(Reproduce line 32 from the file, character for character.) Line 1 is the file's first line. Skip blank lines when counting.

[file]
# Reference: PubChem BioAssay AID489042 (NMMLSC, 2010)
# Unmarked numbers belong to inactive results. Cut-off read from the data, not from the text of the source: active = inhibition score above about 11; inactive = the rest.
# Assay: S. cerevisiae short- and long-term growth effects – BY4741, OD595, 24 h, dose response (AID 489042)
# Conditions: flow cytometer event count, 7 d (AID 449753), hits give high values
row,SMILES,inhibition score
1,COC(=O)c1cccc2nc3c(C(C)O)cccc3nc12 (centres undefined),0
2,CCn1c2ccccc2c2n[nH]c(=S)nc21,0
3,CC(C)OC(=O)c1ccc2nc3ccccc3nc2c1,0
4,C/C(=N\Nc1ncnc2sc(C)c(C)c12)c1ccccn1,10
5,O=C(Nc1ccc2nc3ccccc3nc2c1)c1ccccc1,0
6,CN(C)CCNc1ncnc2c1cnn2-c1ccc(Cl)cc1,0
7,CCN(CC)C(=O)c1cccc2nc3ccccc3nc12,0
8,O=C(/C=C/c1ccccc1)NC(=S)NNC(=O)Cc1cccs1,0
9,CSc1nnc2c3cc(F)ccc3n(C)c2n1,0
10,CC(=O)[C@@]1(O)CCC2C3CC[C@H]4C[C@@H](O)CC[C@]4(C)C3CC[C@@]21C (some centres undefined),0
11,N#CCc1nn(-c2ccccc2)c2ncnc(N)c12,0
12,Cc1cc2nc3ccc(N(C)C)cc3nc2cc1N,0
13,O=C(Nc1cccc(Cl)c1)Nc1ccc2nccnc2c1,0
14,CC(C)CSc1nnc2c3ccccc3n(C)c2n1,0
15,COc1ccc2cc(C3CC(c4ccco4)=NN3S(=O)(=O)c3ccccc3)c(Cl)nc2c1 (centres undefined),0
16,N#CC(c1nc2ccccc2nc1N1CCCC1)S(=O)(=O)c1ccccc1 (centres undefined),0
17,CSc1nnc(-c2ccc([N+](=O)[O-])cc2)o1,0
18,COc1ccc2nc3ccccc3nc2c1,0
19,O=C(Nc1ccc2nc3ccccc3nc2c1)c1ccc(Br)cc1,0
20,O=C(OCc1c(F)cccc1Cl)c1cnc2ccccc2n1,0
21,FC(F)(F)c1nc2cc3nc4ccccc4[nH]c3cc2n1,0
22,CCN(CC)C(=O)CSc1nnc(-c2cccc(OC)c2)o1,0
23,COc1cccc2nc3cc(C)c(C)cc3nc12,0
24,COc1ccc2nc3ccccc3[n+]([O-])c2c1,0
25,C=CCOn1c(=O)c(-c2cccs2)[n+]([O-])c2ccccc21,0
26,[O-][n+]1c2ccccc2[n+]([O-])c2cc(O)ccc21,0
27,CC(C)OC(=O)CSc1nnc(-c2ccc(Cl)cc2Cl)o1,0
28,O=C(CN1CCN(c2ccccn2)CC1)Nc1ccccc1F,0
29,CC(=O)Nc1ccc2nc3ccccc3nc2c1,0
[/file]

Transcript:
27,CC(C)OC(=O)CSc1nnc(-c2ccc(Cl)cc2Cl)o1,0